Tuesday, January 10, 2006

Limits of copyrightability, side note

Apple has sued and apparently won a preliminary injunction against a German company Liquid Air Lab for the name "spod" for its podcasting service. If this decision holds, apparently every product or service name one latter and one capitalization change away from "iPod" could be successfully threatened by Apple, especially if they are somehow related to mobile listening of music. That's over 400 names for the price of one, including the word "apod" for "footless", Earth Picture of the Day, APOD, etc. In particular, it is a painfully large share of all pronounciable four letter names.

This relates to my previous posts on copyrights in the sense that overly wide interpretations of trademarked names pollute the namespace, and soon it may be impossible to name a product without fear of having to rename it. Of course, for big products such as new car models a proper proximity search in trademark databases is not a big overhead, but for small companies and open source projects it is.

Also, the state earns quite a bit from trademark fees. One would assume that some of that money would be funneled into setting up a free web site that searches similar trademarks and gives a legally binding decision if it based on predefined rules can deduce that a proposed name violates no trademark. Although nowadays one can trademark colors (such as Fazer's blue in the context of sweets), sounds and music (such as the Nokia tune in the context of mobile phones), it would be sufficient to limit to textual trademarks. No trivial thing, but a reasonable research project proposal, methinks.

4 Comments:

Blogger olli said...

Unfortunately you are wrong. First, copyright and trademark are fundamentally different concepts. Second, the similarity of two trademarks is not assessed based on some technical terms, but on what impression human beings get of them. Therefore, it is not possible to develop a computerized system that would give legally binding decisions on the similarity of trademarks, as you suggested. Of course, it would be possible to create better search engines to help people to find similar trademarks, but the final decision is left to humans.

10:01 AM  
Blogger cessu said...

Olli, I know trademarks and copyrights are different concepts. The similarity I pointed out in my post is that trademarks and copyrighted works of N bits of information occupy a place in a 2^N-bit universe. If we grant overly short trademarks and regard very short works as copyrightable, N and consequently 2^N is small, and if we furthermore allow a single work or trademark occupy many surrounding places, we are going to run out of space and consequently accidents are going to happen without intention. Trademarks are a limited natural resource like radio waves or domain names: if the PTO's grant and interpret them liberally, they are going to exhaust.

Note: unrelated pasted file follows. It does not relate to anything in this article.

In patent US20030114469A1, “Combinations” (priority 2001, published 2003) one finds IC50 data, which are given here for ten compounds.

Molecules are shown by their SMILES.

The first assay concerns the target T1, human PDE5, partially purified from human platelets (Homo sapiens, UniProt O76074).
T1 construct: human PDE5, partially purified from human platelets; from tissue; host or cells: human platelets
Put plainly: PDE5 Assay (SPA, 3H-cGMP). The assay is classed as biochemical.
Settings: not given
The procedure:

Many tasks initially regarded as regarding human assessment and impression have been computerized, at least with some success. Many medical diagnoses, for example. Similarity of trademarks doesn't seem particularly hard, as we have many tools already available (algorithms for computing misspelling and pronouncing distances of strings and cathegorizations of existing trademarks, for example). I think it would be an excellent exercise for some AI enthusiast to take a questionnaire with some 100 pairs of names, ask a handful of trademark experts to judge how close they are to violate each other, and then see whether for example a clustering algorithm (fed with corresponding edit and pronouncing distances and other derived values of the name pairs) can separate violating name pairs from those not violating each other.

I only suggested that such a mechanized comparison produce legally binding results when the two names are found to be sufficiently dissimilar. That would be done with a very conservative set of rules. Of course, in that case many pairs of names couldn't be mechanically decided as non-violating even if human experts would regard them as such.